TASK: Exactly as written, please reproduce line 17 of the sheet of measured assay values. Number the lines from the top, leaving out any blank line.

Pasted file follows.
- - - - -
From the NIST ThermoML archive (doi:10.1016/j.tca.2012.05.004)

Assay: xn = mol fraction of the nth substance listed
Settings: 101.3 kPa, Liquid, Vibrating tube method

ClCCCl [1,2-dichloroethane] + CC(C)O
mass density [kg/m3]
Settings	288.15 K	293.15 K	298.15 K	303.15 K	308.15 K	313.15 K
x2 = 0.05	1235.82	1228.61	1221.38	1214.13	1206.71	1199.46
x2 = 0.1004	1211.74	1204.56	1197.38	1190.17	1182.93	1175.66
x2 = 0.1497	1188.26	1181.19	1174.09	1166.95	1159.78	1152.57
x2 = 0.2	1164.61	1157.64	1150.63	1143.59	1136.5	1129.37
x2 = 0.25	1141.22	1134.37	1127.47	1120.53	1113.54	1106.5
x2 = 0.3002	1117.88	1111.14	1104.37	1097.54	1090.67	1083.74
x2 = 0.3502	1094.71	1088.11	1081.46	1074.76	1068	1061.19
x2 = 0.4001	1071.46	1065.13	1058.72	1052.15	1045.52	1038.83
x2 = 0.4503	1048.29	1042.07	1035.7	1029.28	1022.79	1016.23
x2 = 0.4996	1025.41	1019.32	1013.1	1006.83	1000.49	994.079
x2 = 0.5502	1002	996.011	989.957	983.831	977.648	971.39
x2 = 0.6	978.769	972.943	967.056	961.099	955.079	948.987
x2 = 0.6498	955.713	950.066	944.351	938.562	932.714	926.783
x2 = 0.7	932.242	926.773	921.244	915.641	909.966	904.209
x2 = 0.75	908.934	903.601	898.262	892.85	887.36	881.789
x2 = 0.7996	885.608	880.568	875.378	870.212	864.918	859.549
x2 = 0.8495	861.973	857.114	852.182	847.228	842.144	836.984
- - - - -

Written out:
x2 = 0.5502	1002	996.011	989.957	983.831	977.648	971.39